Bisexual, transgender, lesbian and gay people experience violence within their intimate relationships at about the same rates as heterosexuals (Waldner-Haugrud, 1997).
The only difference noticeable is the difference in reporting the incident.
There are barriers and various reasons that heterosexual victims are reluctant to report any domestic/sexual victim of crime. The following are some reasons for not reporting that clients of the Sexual Assault Center Door County have shared:
• The assault was by the person’s significant other or husband.
• The person was intoxicated at the time.
• The person did not want anyone to find out (family, friends, media),
• The incident didn’t fit the “classic” rape scenario and they don’t view it as an assault.
• The person just doesn’t want to talk about it and wants to get on with life.
• The person feels partially to blame and is reluctant to say what happened because even though they know they shouldn’t have been treated that way they think someone will tell them that it is their fault or will be judged for what happened or blamed in some way for what happened to them.
Now add the dynamics of being a person who is lesbian, gay, bi-sexual, transgender, or questioning. The same reasons listed above are prevalent for the LGBTQ population along with the following added barriers to reporting:
• Fear of being “outed.”
• Fear that they are betraying the LGBTQ community they belong to.
• Fear of not having anywhere to turn for help.
• Fear of the myths and added blame from a homophobic society.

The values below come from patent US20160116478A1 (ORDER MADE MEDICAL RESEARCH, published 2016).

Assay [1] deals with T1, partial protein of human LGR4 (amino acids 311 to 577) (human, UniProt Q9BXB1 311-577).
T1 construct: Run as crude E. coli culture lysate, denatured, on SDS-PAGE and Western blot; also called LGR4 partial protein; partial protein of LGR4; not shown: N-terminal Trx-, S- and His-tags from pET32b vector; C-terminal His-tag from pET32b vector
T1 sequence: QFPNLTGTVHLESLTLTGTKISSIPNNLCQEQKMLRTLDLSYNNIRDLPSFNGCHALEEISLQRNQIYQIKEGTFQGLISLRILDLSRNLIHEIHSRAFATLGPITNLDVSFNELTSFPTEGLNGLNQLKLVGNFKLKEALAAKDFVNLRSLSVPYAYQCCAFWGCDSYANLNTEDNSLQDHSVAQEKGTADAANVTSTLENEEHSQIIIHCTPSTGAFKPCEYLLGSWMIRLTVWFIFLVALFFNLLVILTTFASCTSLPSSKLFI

No one deserves under any circumstance to be dehumanized by another person. Ten percent of hate crimes involve sexual assault. This cannot be tolerated by any community. Domestic and sexual violence is not gender specific and can happen to anyone. Sex crimes can and do occur between the same genders of people. Sex crimes have nothing do to with sexual preference and are only about power and control.
Please educate yourself to eliminate the homophobic myths that are prevalent in our society to help end violence.
Door County is committed to having resources that are confidential and respectful to all people. Resources that can help in domestic/sexual violence are HELP of Door County and the Sexual Assault Center of Door County, a program through Family Services of Northeastern Wisconsin, Inc.
This article is brought to you in part by the Door County Coordinated Community Response (CCR) to Domestic Violence and Sexual Assault Teams and the Door County Elder and Adult-at-Risk Interdisciplinary Team.